The reality is that if TNA wants to return to a successful wrestling promotion, then they are going to have to go back, way back, back into time. They are going to have to do what made them successful in the first place. Start a development program that encourages young wrestlers to start somewhere other than the WWE. They need to believe in their roster and continue to push those who have stayed and built the brand up. Stop picking up wrestlers from the WWE. I know that may seem harsh in some sense, since some of their performers are really talented. But with a WWE price tag that follows that talent, it just doesn’t seem fiscally responsible for them at this point in their revamping. TNA needs a financial structure and they need someone in the home office to be aware of the business side of the brand. Touring can get very expensive, we are all very aware of that, but you can’t expect things to change with the same results, that would be the definition of insanity. The future of TNA and their new television deal with Destination America, relies solely on what direction this company is going to take. If they can create intriguing story lines, find the financial black line and develop their roster, I think success will come back home to this struggling promotion. Only time will tell what TNA will do, all we can do as fans is support the changes and roll with the punches, but hey that’s just my Chaotic Theory……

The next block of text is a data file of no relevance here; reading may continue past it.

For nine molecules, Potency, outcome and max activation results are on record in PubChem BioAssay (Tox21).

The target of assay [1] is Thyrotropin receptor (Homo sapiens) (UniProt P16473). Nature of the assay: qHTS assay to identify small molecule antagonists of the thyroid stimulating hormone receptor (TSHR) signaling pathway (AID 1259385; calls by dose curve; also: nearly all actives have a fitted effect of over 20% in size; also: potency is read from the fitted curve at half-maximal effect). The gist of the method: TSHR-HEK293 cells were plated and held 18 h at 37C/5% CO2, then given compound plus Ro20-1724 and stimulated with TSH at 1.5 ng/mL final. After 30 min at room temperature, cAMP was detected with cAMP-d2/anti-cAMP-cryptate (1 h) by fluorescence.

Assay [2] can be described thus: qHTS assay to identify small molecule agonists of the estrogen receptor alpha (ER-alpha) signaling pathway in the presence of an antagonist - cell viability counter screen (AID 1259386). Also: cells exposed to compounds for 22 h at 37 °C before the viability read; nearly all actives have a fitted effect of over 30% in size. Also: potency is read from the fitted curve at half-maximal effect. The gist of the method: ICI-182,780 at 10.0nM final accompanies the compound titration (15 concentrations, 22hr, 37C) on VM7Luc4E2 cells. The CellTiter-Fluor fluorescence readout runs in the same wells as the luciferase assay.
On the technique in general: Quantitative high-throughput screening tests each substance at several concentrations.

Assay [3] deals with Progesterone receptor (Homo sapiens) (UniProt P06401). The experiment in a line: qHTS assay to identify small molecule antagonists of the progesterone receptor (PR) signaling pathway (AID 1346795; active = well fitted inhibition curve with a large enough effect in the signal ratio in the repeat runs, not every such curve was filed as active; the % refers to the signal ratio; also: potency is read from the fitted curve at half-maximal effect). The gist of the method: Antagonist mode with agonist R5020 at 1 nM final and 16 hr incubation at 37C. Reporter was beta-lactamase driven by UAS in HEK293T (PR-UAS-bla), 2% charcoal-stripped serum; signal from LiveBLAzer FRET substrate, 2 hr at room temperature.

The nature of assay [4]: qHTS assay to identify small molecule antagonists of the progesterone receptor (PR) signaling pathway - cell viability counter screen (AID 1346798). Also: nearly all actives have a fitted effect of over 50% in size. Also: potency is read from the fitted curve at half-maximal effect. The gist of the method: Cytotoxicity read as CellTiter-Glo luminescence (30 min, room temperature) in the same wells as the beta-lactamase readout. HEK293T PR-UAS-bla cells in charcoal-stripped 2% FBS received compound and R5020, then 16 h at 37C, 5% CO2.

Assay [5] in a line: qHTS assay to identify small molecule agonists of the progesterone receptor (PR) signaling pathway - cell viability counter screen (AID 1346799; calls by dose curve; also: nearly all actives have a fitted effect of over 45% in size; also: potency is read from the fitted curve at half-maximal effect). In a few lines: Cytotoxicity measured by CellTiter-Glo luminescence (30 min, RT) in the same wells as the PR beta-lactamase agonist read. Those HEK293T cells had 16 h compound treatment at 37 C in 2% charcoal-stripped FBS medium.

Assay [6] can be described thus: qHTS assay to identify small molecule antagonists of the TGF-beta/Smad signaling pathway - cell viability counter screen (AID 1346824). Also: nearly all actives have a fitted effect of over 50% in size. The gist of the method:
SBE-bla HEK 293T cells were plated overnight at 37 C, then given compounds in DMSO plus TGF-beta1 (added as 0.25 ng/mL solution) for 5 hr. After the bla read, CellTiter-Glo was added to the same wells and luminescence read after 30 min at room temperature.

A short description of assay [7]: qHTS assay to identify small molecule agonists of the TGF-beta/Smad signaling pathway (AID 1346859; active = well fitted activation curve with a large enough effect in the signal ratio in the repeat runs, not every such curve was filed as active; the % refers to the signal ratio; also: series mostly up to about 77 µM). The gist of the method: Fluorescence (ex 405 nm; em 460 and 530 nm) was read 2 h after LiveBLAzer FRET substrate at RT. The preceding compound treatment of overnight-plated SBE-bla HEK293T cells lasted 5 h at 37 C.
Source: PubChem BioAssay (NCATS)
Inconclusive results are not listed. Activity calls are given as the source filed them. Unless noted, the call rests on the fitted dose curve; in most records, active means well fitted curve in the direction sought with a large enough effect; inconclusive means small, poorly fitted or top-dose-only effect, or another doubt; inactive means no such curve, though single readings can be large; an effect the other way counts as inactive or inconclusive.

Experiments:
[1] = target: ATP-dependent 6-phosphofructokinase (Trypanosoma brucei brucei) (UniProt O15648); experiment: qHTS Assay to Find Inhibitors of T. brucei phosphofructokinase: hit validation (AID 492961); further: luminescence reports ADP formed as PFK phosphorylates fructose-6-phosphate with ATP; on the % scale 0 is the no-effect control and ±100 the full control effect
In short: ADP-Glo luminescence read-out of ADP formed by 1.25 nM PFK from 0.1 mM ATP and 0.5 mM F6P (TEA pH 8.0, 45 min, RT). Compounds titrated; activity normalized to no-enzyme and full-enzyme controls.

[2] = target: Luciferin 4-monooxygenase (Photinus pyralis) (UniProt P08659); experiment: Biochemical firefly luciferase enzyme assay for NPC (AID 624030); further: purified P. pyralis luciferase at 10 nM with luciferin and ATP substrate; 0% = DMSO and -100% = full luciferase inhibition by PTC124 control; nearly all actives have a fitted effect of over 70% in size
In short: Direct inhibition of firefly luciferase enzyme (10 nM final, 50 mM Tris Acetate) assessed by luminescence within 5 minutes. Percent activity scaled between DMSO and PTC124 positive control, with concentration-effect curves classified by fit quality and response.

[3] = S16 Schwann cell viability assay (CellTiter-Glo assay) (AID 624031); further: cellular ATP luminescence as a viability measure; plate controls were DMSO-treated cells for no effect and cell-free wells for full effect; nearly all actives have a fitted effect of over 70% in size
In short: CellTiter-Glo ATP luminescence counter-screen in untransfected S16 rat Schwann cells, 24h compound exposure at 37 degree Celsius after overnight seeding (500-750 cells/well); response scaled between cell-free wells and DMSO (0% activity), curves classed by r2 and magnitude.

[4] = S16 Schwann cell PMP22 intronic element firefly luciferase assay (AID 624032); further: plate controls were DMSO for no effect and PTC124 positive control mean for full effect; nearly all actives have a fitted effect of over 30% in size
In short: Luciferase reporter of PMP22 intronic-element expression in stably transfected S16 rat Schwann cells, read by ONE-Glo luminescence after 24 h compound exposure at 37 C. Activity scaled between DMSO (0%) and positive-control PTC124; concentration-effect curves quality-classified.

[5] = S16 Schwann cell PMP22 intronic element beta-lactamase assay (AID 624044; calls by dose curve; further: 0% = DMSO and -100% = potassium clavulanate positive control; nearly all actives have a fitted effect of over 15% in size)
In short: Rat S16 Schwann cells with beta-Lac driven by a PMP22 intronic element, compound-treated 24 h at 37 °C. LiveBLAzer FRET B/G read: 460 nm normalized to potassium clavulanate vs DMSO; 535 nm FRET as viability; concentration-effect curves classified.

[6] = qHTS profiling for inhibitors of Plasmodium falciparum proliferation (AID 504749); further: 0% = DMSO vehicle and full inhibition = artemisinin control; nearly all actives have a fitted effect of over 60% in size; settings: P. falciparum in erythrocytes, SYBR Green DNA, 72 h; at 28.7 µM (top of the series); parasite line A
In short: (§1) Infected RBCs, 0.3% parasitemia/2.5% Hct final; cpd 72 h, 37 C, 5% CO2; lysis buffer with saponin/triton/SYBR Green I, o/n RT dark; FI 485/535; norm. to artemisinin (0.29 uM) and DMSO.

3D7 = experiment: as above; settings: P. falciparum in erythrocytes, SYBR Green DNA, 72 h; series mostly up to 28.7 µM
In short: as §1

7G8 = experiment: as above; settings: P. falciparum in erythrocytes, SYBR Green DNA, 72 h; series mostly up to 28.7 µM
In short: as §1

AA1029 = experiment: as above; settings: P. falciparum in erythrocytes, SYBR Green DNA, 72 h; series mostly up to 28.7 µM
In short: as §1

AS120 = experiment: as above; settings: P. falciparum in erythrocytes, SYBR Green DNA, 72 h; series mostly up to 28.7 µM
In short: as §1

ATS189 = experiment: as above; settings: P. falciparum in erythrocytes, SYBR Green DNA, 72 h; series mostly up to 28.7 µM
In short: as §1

About The Author

Dan is host of Shooting from the Hip which you can hear every Sunday at 8pm EST, 7pm CST right here on